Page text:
Research Reveals Children
Died at Irish “Home”

     A recent report from Voice of America reports that a researcher, Catherine Corless, has discovered that up to 796 children are believed to have died at a home for unwed mothers (and others deemed sinful or a burden) in Ireland, and were buried in or near a septic tank in a mass unmarked grave. This particular “home” was run by the Sisters of Bon Secours in Tuam, County Galway, Ireland, from 1926 to 1961, and funded in part by the Irish government. The story is also reported by CNN. Ms. Corless says she discovered the records of the children, who were from two days old up to nine years old when they died, so there were records of their names, but they were net even given the dignity of being buried in a graveyard with a name or marker. These children, according to reports of the records, died from malnutrition, tuberculosis and other illnesses. The mothers, of course, were working there for no pay which constitutes slavery.
     The discovery was reported in a front-page story in the Irish Mail on Sunday, June 1, 2014. According to this story, local children happened upon the grave in the 1970s and reported it, but no one ever checked on it. Outrage over this recent revelation has prompted calls for thorough investigation, not only of this so-called home, but all the other such places run by nuns in Ireland in the past. Archbishop Michael Neary, who heads the Tuam archdiocese, said he welcomed the government’s move to examine what happened at the home, and said it was hard to fathom the suffering of the mothers involved. He said the Catholic Church has no records related to the home, because it was not involved in running it, and the Sisters of Bon Secours handed over their archives to local authorities in 1961, apparently when they closed the place. Neary said that, despite the length of time since then, “this is a matter of great public concern which ought to be acted upon urgently.” He further stated, “it will be a priority for me, in cooperation with the families of the deceased, to seek to obtain a dignified re-internment of the remains of the children in consecrated ground in Tuam.” He said the Catholic Church would work with the Eon Secours Sisters and the local community to put up a memorial plaque to the infants who died. One is inclined to think “too little, too late,” but there is not much more to be done, other than a full investigation and opening of records. One also wonders where is the plaque to honor the mothers.
     A petition was set up on June 3 on the activist website calling for a judicial investigation into the circumstances of the children’s deaths. More than 8,000 people had signed it as of Thursday morning, June 5. The petition is addressed to the Irish Minister for Justice and Equality, stating, “We are concerned that evidence suggests that the mortality rate for these children was significantly higher than the national rate of infant mortality at the time. And we are shocked at reliable, contemporaneous accounts that the children were malnourished and seemingly uncared for, when the Irish State was paying the Bon Secours to look after them.”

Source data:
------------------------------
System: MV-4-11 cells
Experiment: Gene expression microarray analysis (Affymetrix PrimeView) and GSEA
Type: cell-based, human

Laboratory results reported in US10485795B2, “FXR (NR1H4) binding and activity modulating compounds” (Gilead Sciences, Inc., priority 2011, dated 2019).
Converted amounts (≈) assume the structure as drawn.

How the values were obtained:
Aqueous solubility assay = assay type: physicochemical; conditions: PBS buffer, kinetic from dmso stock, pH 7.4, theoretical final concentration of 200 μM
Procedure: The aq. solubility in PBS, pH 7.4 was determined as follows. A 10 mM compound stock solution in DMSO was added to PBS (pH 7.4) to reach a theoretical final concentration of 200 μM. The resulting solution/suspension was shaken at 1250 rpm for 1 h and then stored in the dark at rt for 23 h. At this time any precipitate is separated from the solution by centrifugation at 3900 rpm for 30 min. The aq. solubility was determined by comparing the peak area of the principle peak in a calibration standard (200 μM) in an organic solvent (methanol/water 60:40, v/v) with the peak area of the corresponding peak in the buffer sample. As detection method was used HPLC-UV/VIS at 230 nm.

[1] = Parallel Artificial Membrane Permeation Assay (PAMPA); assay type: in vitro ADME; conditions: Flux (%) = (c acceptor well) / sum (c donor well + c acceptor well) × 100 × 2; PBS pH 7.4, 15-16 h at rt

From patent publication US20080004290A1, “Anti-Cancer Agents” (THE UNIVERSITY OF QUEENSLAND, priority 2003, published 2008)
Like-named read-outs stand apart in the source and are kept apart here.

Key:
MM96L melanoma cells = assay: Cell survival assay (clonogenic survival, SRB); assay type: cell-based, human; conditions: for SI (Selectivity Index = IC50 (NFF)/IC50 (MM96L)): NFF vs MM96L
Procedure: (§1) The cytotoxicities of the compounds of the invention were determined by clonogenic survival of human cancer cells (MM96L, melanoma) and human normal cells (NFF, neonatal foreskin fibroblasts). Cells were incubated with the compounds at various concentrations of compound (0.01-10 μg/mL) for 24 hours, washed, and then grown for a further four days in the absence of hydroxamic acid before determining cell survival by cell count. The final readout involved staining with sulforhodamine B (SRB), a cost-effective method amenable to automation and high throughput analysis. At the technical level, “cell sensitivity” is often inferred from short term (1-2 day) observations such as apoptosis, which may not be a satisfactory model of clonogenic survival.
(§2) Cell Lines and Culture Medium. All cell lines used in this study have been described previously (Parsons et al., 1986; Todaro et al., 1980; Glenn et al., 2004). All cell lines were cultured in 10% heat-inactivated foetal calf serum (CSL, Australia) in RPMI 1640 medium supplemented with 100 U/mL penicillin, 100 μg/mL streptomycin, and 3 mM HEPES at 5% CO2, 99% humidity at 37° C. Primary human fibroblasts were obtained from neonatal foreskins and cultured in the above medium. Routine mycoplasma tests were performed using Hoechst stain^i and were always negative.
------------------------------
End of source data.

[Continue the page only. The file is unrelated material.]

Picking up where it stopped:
Ironically, “Bon Secours” translates to “Good Help.” This is a different order than the Magdalene Sisters who ran most of the infamous Irish Laundries, but the policies seem to be similar. Not only were unwed mothers and pregnant girls placed in these places, but also those deemed to be apt to misbehave, or who were disabled and a “burden to their families.” In spite pf these findings and past issues involving these homes, and even the discovery of the mass grave in 1970, Sgt. Brian Whelar, in the press office of Garda, Ireland’s national police, told CNN there was nothing to suggest any “impropriety” and that police are not investigating the matter! He also disputed reports that the remains were found in a septic tank, saying they were found in a graveyard in the grounds of the home. One must assume that if there are remains, it is by definition a graveyard, perhaps. However, the Minister for Children and Youth Affairs, Charlie Flanagan, said that “active consideration” is being given to how to address the details that have emerged concerning these children and others who died in such homes.
     Last year, the Irish prime minister officially apologized to the women, including those whose children were called “orphans” and placed for adoption, in exchange for donations, against their mothers true wishes. The 2013 film Philomena, of course, is the story of one such case. In fact, a government report last year into the so-called Magdalene Laundries, run by various Catholic orders, acknowledged that Ireland government (no separation of church and state) sent thousands of women and girls to “harsh and physically demanding” workhouses, where they worked and lived without pay, sometimes for years. The laundries operated from 1922 to 1996. That’s just eighteen years ago!
     As a final statement, this news report says that Philomena Lee launched the Philomena Project in hopes of compelling the governments of Ireland and the United States to open access to adoption records. It’s exciting to think, even in the midst of one’s outrage and grief, that these news reports and Philomena’s book and film, might make records more accessible to birth parents and adoptees alike, in both countries. The U.S. adoptees affected by this would be those born in Ireland, but, ultimately, it would help turn the tide to make records accessible to all adoptees and birth parents, as public awareness influences legislatures.

Excerpted from the July 2014 edition of the Operation Identitiy Newsletter
© 2014 Operation Identity